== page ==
The Farce of Franklin Templeton E-voting: Green for Yes, Red for No
The e-voting of unit-holders of six debt schemes of Franklin Templeton Mutual Fund (FTMF), which started on 26th December and would conclude on 29 December 2020, appears to be turned into a farce by FTMF, especially when the market regulator has been playing the role of a mute spectator. The Securities and Exchange Board of India (SEBI) has appointed TS Krishnamurthy, former chief election commissioner (CEC) as observer for the e-voting process and issued a statement on 26th December when the e-voting process had commenced. This move came a day after the Chennai Financial Markets and Accountability (CFMA) moved an urgent application before the Supreme Court (SC) against SEBI for not appointing an observer for the e-voting.
 
What is more startling is the design of the e-voting process, especially the use of green colour for 'Yes' and red colour for 'No' option with appropriate wording accompanying each. Next to the green ‘Yes’ button are words framed in an affirmative and comforting manner: “Means opting for an orderly winding-up of the scheme with a potential to realise fair value from the assets." Next to the red ‘No’ button are words framed in a scare-mongering and negative manner: “Means opting for the Scheme to be re-opened, potentially leading to distress sale of assets and loss of value.” 
 
This colouring and textual framing makes the entire e-voting process biased towards FTMF since we all have the perception of green signal and red signal embedded in our minds.
 
Everyone who sees a green signal at a traffic post will go ahead and would stop after seeing a red signal. Therefore, the use of this specific colour coding by FTML appears a deliberate attempt to influence the voting process.
 
The CFMA, an investor protection body fighting for the cause of investors, claims that the appointment of an observer for e-voting by SEBI is an afterthought. The SEBI release says, Mr Krishnamurthy was appointed as observer on 18 December 2020, following an order from the Supreme Court.
 
However, this appointment was made known by SEBI only on 26 December 2020 through the release, after the e-voting process had started and when it was a weekly off at the market regulator's office. 
 
Also, to assist the observer, the market regulator constituted a technical assistance team comprising BN Sahoo, chief general manager (CGM) of SEBI; Nayana Ovalekar, chief operating officer (COO) of Central Depository Services Ltd (CDSL); K Sriram, practising company secretary and scrutiniser; M Krishna and Ch E Sai Prasad, both assistant directors of the Hyderabad-based Central Forensic Science Laboratory (CFSL). 
 
In a release on 25th December, CFMA says it has filed an urgent interim application before the SC since SEBI failed to appoint an observer for voting that was scheduled to start from 26 December 2020. "The concern of CFMA is, though the aforesaid order was passed on the 9th of this month, there has been no apparent steps taken by SEBI to appoint an observer. FTMF choosing a weekend for voting and SEBI remaining silent on the observer shows that the duo does not want to keep the voting process transparent and unbiased," the investor organisation says.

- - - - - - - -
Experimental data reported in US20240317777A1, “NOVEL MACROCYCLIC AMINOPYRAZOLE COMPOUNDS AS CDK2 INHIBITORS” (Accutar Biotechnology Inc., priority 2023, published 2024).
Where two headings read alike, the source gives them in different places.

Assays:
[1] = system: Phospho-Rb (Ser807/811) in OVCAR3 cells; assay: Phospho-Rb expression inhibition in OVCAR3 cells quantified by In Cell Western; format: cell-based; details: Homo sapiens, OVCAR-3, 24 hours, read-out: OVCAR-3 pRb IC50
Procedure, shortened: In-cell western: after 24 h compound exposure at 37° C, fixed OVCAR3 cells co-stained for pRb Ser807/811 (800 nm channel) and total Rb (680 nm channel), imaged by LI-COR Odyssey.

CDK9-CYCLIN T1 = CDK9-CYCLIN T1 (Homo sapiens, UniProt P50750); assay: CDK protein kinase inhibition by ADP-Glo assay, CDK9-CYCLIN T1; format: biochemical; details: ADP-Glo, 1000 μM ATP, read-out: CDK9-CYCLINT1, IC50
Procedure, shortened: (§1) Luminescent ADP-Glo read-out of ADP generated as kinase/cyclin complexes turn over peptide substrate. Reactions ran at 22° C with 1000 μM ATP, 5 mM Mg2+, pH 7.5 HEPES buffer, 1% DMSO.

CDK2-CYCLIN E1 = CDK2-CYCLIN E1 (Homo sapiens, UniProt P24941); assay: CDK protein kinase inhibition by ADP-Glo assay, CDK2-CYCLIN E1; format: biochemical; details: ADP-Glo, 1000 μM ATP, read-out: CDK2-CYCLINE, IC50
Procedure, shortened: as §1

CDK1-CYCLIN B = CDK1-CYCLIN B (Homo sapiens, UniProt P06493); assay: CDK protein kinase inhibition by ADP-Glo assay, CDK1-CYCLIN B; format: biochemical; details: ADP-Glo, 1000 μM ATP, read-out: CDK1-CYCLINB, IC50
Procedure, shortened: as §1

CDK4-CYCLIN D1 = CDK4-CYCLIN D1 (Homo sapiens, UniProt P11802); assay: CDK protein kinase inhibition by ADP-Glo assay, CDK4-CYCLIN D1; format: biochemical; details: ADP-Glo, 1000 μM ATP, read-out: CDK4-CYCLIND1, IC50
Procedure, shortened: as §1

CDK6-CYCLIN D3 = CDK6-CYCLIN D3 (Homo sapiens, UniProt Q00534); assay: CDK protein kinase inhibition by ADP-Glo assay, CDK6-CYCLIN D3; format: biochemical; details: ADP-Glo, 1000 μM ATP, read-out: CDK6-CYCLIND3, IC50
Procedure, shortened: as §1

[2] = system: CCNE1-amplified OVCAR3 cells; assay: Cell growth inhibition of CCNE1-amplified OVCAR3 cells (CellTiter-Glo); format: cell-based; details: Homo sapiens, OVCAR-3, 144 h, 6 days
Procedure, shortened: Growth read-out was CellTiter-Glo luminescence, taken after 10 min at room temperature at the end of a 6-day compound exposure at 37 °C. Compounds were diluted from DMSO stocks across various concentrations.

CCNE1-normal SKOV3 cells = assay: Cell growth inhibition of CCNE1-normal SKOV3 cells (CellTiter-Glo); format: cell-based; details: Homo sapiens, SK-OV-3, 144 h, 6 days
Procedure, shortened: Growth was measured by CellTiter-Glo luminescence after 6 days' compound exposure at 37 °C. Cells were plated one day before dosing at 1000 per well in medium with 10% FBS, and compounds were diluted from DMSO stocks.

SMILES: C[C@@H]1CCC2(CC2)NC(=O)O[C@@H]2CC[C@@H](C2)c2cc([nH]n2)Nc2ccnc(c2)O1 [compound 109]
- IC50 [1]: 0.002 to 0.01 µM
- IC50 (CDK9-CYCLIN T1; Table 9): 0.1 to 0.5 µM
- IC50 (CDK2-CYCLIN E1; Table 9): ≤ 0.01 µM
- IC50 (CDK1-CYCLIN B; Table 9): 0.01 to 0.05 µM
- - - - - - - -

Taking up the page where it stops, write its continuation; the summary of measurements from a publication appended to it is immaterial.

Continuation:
The SEBI release issued on 26th December says, Mr Krishnamurthy is appointed as observer on 18 December 2020. The question is: Why did SEBI, which is normally active in making its appointment known on the same day, wait for eight days for making the appointment of Mr Krishnamurthy known to investors of FTMF?
 
Franklin Templeton is seeking a simple-majority consent of its unit-holders to wind up six debt funds it had shut in April this year, which locked over Rs28,000 crore in the biggest forced fund closure ever in India.
 
The CFMA alleged that Sanjay Sapre, president of Franklin Templeton India and Santosh Kamath, managing director (MD) and chief investment officer (CIO) of FTMF-fixed income, have been pressuring unit-holders of six shut schemes to vote ‘YES' for winding up, hiding their own conflict of interests.
 
‘'Will the paid advisers compensate for the 50% loss to the unit-holders? At the time of subscribing to the schemes, these advisers have minted money and are now getting more money by coercing the investors to vote ‘Yes'. Will they take the responsibility of returning 100% money to the unit-holders? Will FTMF reverse the fees charged by it to compensate the losses of the unit-holders? Franklin Templeton has charged approximately Rs4,500 crore fees over the years,'' it asked.
 
The matter of loss will be pursued judicially along with a thorough investigation by the Economic Offences Wing (EOW), Chennai, the CFMA said, adding that the EOW and the courts will go through the forensic audit reports.
 
 The CFMA believed that the judiciary will ensure the best resolution for the unit-holders through proper liquidation and fixing responsibility for losses after evaluation of the forensic audit and the EOW investigation.